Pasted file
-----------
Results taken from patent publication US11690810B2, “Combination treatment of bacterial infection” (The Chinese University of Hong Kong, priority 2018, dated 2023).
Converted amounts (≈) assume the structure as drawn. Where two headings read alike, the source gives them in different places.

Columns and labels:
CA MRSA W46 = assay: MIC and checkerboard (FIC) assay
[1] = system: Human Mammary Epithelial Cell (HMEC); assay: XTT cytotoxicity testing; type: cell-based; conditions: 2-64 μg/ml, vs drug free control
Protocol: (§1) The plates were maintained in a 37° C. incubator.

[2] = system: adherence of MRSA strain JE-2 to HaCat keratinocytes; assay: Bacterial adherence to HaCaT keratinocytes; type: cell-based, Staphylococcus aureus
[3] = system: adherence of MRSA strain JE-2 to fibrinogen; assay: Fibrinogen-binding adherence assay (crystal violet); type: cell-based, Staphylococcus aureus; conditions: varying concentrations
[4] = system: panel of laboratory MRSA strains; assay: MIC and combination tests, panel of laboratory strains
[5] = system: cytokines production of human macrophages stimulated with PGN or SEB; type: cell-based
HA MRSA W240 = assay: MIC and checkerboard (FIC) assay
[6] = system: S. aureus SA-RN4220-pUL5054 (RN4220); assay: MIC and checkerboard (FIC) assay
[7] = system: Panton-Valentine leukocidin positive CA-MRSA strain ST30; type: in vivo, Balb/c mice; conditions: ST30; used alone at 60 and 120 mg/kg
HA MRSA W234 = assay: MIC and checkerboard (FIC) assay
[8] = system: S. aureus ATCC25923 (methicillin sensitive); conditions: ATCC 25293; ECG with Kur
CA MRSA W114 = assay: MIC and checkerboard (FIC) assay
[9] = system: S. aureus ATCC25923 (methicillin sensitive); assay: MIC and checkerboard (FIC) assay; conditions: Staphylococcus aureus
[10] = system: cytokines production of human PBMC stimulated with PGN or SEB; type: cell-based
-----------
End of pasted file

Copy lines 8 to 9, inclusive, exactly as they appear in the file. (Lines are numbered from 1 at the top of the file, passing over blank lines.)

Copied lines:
[3] = system: adherence of MRSA strain JE-2 to fibrinogen; assay: Fibrinogen-binding adherence assay (crystal violet); type: cell-based, Staphylococcus aureus; conditions: varying concentrations
[4] = system: panel of laboratory MRSA strains; assay: MIC and combination tests, panel of laboratory strains